Arrows 650 (FIG. 6) illustrate a flow path of ink from compartment 4101 through duct 6201, through outlet port 4201, and into ink-feed channel 5201. Note that ink-feed channel 5201 acts as a channel expansion, and the ink-flow expands as it passes substantially vertically downward through outlet port 4201 and into ink-feed channel 5201. As the ink-flow expands to fill ink-feed channel 5201, it flows substantially horizontally and substantially perpendicular to the scanning direction, which is perpendicular to the plane of FIG. 6.

Arrows 750 (FIG. 7) illustrate a flow path of ink from compartment 4102 through duct 6202, through outlet port 4202, and into ink-feed channel 5202. Note that ink-feed channel 5202 acts as a channel expansion, and the ink-flow expands as it passes substantially vertically downward through outlet port 4202 and into ink-feed channel 5202. As the ink-flow expands to fill ink-feed channel 5201, it bifurcates and flows in opposite directions, each substantially horizontally and substantially perpendicular to the scanning direction, which is perpendicular to the plane of FIG. 7.

Arrows 850 (FIG. 8) illustrate a flow path of ink from compartment 4103 through duct 6203, through outlet port 4203, and into ink-feed channel 5203. The ink-flow exits outlet port 4203 parallel to a normal to a plane of outlet port 4203 at an angle to the vertical, and thus at outlet port 4203, the ink-flow and the normal to the plane of outlet port 4203 has a vertically downward directed component and a horizontal component substantially perpendicular to the scanning direction, which is perpendicular to the plane of FIG. 8. After exiting outlet port 4203, the ink-flow flows substantially horizontally and substantially perpendicular to the scanning direction to fill ink-feed channel 5203.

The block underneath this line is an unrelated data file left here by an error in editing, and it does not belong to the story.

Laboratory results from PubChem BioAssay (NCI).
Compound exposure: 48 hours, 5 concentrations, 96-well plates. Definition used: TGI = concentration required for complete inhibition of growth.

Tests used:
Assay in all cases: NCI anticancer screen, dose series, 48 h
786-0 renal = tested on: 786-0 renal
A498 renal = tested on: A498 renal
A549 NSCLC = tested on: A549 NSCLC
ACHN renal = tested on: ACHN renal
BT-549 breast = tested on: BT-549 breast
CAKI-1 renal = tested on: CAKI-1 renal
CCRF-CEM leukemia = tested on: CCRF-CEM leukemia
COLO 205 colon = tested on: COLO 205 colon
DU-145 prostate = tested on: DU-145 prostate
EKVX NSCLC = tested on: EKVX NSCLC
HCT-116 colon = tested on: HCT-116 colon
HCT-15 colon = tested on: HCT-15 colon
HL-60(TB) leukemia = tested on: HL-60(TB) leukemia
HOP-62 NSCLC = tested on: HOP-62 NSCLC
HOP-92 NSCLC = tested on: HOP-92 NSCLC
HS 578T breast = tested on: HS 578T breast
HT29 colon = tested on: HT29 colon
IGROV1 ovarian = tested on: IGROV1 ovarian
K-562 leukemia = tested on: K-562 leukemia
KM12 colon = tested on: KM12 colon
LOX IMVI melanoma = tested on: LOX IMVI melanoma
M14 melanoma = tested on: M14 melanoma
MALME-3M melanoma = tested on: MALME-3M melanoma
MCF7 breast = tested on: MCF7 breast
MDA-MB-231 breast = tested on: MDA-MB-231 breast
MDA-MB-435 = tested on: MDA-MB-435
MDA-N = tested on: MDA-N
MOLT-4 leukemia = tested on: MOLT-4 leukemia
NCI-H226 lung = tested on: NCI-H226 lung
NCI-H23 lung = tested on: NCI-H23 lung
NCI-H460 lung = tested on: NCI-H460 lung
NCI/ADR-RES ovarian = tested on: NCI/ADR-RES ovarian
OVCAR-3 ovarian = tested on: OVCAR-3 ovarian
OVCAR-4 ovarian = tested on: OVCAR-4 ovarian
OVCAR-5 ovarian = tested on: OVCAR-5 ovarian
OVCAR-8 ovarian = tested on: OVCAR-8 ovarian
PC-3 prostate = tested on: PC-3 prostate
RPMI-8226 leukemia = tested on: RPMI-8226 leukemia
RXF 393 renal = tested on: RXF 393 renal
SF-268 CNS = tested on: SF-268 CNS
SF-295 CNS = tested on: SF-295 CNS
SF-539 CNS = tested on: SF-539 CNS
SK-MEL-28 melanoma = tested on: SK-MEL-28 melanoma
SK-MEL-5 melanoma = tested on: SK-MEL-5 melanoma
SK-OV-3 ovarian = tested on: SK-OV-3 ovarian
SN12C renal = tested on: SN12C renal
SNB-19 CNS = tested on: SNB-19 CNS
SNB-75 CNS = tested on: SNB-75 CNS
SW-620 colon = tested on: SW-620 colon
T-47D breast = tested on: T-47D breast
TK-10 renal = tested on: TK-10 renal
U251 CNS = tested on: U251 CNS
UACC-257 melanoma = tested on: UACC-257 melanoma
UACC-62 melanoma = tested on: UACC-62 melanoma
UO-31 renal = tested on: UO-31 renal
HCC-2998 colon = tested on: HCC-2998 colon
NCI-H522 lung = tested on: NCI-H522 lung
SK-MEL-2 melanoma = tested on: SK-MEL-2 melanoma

With reference to FIGS. 5 and 6, it is seen that for one embodiment, outlet port 4201 may extend over a portion of the length of ink-feed channel 5201 in a direction perpendicular to scanning direction 250, starting at an end 540 of ink-feed channel 5201. FIGS. 5 and 8 illustrate that a portion of outlet port 4203 may extend past an end 542 of ink-feed channel 5203, and a remaining portion may extend into ink-feed channel 5203. FIGS. 5 and 7 illustrate that outlet port 4202 may be located away from ends 544 of ink-feed channel 5202.

Note that the cartridge body of FIGS. 4-8 and ink-feed channels 520 thereof are formed as single-piece and form a unitary structure. Attaching a print head nozzle array, such as print head die 210 of FIG. 2, seals ink-feed channels 520 to the corresponding slots 220 in the print head die.

FIG. 9 is a three-dimensional representation of a single-colored, e.g., black, print (or ink-jet) cartridge 900, according to another embodiment. Ink-jet cartridge 900 includes a cartridge body 902. Common reference numbers denote similar elements in FIGS. 1 and 2 and FIG. 9. Cartridge body 902 includes a single compartment 910 for containing ink. For one embodiment, the cover 106 of the ink-jet cartridge 100 of FIG. 1 may be used to close compartment 910. This means that for some embodiments cover 106 can be used for both the three-compartment cartridge body 300 of FIG. 3 and the single-compartment cartridge body 902 of FIG. 9. Moreover, for one embodiment, essentially the same molding process used for cartridge body 102 (FIG. 1) or cartridge body 300 (FIG. 3), but with a different mold core for forming the interior, may form cartridge body 902.